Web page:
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Jacques Lacan. The Neurotic’s Individual Myth

What gives a mythic character to this little phantasmatic scenario? It is not only the fact that it re-enacts a ceremony which reproduces almost exactly that inaugural relationship, as it were, hidden there, it also modifies this relationship in accord with a certain propensity. On the one hand, we have originally the father’s debt to the friend; I failed to mention that he never found the friend again (this is what remains mysterious in the original story) and that he never succeeded in repaying his debt. On the other hand, there is a substitution in the father’s story, substitution of the rich woman for the poor woman. Now, within the fantasy developed by the subject, we observe something like an exchange of the outside terms of each of these functional relations. An investigation of the fundamental facts involved in the obsessional attack shows, in fact, that the object of the subject’s tantalizing desire to return to the place where the lady at the post office is, is not at all this lady, but a person who, in the subject’s recent history, incarnates the poor woman, a servant girl he met at an inn during maneuvers in the midst of that atmosphere of heroic ardor characteristic of the military fraternity and with whom he indulged in some of those bottom-pinching tactics in which those generous sentiments are wont to overflow. To discharge his debt, he must in some way pay, not the friend, but the poor woman and, through her, the rich woman who is substituted for her in the imagined scenario. 



Everything happens as if the impasses inherent in the original situation moved to another point in the mythic network, as if what was not resolved here always turned up over there. In order to understand thoroughly, one must see that in the original situation, as I described it to you, there is a double debt. There is, on the one hand, the frustration, indeed a kind of castration of the father. On the other hand, there is the never resolved social debt implied in the relationship to the figure of the friend in the background. We have here something quite different from the triangular relation considered to be the typical source of neurotic development. The situation presents a kind of ambiguity, of diplopia—the element of the debt is placed on two levels at once, and it is precisely in the light of the impossibility of bringing these two levels together that the drama of the neurotic is played. By trying to make one coincide with the other, he makes a perennially unsatisfying turning maneuver and never succeeds in closing the loop.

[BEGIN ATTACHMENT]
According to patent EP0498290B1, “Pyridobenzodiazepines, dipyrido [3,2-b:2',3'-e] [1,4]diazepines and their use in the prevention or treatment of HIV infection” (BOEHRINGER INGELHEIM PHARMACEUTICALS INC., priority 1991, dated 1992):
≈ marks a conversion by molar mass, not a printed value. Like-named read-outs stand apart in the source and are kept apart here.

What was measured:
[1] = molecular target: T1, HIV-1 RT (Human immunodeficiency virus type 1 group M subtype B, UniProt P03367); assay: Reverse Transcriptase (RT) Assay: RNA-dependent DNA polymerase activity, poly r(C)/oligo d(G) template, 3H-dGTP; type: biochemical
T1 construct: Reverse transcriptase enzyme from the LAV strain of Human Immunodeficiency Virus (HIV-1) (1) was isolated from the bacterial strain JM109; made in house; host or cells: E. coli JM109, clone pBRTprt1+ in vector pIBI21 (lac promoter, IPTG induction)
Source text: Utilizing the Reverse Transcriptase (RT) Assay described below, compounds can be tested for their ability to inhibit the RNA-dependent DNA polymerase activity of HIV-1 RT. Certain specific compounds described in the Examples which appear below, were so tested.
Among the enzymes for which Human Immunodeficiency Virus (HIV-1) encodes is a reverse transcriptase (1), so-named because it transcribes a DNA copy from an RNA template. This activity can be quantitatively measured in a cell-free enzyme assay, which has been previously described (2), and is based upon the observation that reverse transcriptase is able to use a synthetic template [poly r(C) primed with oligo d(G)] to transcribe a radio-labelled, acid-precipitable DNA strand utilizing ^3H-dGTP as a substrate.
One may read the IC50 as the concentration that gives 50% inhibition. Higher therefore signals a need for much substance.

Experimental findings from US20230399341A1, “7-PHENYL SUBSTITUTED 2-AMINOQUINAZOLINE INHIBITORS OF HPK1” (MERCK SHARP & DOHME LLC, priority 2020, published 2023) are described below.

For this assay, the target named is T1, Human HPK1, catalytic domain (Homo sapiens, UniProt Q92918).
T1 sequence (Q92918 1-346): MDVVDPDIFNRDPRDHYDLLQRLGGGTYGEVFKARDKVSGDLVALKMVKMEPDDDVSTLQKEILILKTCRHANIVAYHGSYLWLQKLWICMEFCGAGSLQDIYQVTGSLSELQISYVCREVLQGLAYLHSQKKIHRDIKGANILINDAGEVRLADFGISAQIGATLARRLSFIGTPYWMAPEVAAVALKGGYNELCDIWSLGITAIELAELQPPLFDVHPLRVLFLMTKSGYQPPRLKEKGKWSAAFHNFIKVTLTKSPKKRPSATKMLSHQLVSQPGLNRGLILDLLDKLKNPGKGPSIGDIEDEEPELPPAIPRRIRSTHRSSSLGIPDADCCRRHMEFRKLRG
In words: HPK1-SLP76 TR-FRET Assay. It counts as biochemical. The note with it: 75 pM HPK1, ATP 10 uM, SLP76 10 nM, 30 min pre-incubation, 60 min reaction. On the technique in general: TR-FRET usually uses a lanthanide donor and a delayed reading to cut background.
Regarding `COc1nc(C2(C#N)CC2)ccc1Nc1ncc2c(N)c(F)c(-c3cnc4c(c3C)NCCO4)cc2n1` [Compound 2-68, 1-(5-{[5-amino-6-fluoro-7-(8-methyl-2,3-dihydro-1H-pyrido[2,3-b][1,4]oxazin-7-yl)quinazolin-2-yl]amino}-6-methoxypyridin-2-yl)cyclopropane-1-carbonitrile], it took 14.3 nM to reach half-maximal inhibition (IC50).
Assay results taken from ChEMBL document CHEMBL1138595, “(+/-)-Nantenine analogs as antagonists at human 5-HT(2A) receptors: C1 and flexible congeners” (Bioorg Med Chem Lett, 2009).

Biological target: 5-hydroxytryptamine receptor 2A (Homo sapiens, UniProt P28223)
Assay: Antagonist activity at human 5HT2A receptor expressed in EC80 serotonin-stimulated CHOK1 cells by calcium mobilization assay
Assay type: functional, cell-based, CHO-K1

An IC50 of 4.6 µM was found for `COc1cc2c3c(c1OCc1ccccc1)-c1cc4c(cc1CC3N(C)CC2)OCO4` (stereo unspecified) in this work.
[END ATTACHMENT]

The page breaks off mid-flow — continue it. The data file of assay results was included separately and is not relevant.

And that is indeed how things subsequently turn out. What happens when the Rat Man comes to Freud? In an initial phase, Freud is directly substituted in his affective relations for a friend who had been playing the role of guide, counselor, patron, and reassuring guardian, saying to him regularly after his confession of his obsessions and anxieties: “You never did the evil you think you did, you’re not guilty, don’t worry about it.” Freud, then, is put in the friend’s place. And very quickly, aggressive fantasies are unleashed. They are not related uniquely—far from it—to the substitution of Freud for the father, as Freud’s own interpretation persistently tends to show, but, as in the fantasy, to the substitution of the figure called the rich woman for the friend. Very quickly, in fact, in that kind of momentary madness which constitutes, at least in profoundly neurotic subjects, a veritable phase of passion in the analytic experience itself, the subject begins to imagine that Freud wishes nothing less than to give him his own daughter who becomes in his fantasy a person laden with all earthly riches and whom he imagines in the rather peculiar form of a person with glasses of dung on her eyes. We find, then, substituted for the figure of Freud, an ambiguous figure, at once protective and maleficent, whose masquerading in glasses indicates, moreover, a narcissistic relationship with the subject. Myth and fantasy reunite here, and the experience of passion connected with the actual relationship to the analyst furnishes a springboard, along with the bias of the identifications it includes, for the resolution of a certain number of problems. 



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